Sunna (Saxon chief)

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Sunna was a Saxon chief whose people were widespread in eastern Berkshire, southern England. A number of English place names are derived from this name including Sonning (historically spelled "Sunning"), Sonning Eye, Sunbury, Sunningdale, Sunninghill and Sunningwell, many close to the River Thames.[1]

One historian notes that "Sunbury may be named after Sunna, the eponymous founder of the provincia quae appellatur Sunninges, whose territory lay in Berkshire west of the lands granted to Chertsey in the mid-670s".[2] A historian of Wessex has commented "The Sunna of Sonning and related names... was clearly a local potentate of no small importance".[3] Searle's Onomasticon Anglo-Saxonicum finds that Sunna was a rare personal name.[4]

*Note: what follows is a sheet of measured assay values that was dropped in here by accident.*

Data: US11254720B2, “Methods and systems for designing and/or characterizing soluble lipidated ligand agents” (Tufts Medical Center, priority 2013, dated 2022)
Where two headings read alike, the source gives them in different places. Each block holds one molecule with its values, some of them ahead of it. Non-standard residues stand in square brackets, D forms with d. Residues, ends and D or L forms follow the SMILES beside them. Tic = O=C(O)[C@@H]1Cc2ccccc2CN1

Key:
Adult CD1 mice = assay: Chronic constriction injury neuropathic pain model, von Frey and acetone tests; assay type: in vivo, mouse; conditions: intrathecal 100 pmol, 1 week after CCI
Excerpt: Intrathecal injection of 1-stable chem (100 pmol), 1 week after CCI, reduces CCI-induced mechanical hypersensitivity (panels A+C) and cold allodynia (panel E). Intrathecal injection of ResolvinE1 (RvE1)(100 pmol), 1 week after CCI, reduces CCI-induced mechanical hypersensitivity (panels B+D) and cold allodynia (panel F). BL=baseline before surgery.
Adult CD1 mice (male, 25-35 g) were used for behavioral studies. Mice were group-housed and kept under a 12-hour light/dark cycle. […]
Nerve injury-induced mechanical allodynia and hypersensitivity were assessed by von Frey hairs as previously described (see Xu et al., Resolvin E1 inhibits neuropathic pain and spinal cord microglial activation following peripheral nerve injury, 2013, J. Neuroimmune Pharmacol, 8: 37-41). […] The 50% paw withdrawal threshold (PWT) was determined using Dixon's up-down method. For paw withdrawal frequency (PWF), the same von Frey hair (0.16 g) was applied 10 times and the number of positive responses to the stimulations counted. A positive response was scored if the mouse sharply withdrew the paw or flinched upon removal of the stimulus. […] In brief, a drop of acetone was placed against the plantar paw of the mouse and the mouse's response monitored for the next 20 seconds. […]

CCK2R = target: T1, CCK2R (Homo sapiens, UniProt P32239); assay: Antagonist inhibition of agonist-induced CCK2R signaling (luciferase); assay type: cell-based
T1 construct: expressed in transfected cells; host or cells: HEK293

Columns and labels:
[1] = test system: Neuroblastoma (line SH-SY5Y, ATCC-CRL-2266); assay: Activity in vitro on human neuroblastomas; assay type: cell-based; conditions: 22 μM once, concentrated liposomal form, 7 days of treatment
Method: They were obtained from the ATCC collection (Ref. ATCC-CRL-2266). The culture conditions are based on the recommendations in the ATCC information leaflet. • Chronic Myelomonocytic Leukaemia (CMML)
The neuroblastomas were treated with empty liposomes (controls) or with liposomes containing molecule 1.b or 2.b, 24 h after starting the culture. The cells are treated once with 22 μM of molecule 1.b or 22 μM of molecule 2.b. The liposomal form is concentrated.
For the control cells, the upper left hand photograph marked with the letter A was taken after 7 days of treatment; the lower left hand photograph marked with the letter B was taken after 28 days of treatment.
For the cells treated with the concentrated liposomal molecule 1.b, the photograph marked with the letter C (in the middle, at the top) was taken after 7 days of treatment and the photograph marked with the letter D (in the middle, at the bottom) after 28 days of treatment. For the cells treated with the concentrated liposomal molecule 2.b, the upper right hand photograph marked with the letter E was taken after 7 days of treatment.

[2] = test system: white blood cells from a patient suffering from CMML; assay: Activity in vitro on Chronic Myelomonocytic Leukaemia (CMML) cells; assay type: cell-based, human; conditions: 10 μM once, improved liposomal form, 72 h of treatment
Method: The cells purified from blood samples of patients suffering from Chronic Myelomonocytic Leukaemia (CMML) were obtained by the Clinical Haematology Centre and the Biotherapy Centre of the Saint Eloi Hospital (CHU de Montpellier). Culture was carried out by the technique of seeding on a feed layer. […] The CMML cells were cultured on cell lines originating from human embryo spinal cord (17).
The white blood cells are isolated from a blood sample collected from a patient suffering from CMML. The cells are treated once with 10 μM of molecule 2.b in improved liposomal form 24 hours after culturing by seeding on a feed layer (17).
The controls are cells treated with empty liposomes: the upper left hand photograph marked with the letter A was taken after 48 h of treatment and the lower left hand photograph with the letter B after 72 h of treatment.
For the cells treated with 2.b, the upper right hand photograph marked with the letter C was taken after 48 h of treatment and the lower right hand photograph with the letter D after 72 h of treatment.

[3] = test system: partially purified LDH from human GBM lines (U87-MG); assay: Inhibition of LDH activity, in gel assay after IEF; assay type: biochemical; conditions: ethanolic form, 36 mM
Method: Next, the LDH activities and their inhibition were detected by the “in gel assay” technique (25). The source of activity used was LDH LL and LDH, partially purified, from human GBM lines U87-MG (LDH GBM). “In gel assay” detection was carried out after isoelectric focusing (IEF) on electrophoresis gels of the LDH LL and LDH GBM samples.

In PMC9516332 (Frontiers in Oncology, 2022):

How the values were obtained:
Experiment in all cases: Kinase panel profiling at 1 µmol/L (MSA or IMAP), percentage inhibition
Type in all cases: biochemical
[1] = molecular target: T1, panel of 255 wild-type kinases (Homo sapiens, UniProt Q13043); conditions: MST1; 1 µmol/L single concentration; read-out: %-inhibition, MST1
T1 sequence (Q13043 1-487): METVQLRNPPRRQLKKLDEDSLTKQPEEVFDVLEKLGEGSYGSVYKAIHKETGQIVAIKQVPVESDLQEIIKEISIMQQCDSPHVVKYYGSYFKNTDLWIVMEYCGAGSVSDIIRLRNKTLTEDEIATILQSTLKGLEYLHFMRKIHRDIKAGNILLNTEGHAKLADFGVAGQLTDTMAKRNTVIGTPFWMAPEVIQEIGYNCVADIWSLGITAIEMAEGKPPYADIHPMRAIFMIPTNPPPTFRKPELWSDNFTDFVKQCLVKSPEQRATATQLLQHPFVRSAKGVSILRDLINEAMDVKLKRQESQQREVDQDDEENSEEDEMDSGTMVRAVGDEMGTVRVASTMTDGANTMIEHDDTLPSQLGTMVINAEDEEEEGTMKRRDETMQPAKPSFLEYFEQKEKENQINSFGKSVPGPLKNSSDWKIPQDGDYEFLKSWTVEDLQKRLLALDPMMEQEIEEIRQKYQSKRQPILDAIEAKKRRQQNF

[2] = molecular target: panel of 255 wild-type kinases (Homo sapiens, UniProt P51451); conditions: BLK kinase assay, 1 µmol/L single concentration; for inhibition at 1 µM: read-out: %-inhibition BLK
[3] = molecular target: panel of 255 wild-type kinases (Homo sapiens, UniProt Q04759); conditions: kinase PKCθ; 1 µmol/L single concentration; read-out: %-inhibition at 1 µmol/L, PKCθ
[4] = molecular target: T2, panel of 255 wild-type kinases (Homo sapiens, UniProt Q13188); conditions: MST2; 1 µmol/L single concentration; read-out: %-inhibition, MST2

However, a 1937 theory held that "The meaning of sunna is likely to be wet or marshy land...[as] in Sonning, h[undre]d. and par[ish] ... near Reading, and in Sunninghill in south-east Berkshire".[5]


  1. ^ Gelling, Margaret The Place-Names of Berkshire, part II (1973), Cambridge: English Place-Name Society; p. 921
  2. ^ Steven Bassett , The Origins of Anglo-Saxon kingdoms (1989), p. 114
  3. ^ Gordon J. Copley, The Conquest of Wessex in the sixth century (1954) p. 161
  4. ^ Ernst Alfred Philippson, Germanisches Heidentum bei den Angelsachsen (1929), p. 104 ("Als männlicher Personenname ist Sunna nach Searles Onomasticon selten ..."
  5. ^ Robert Eugen Zachrisson, Studia neophilologica, Vols. 9-11 (1937), p. 78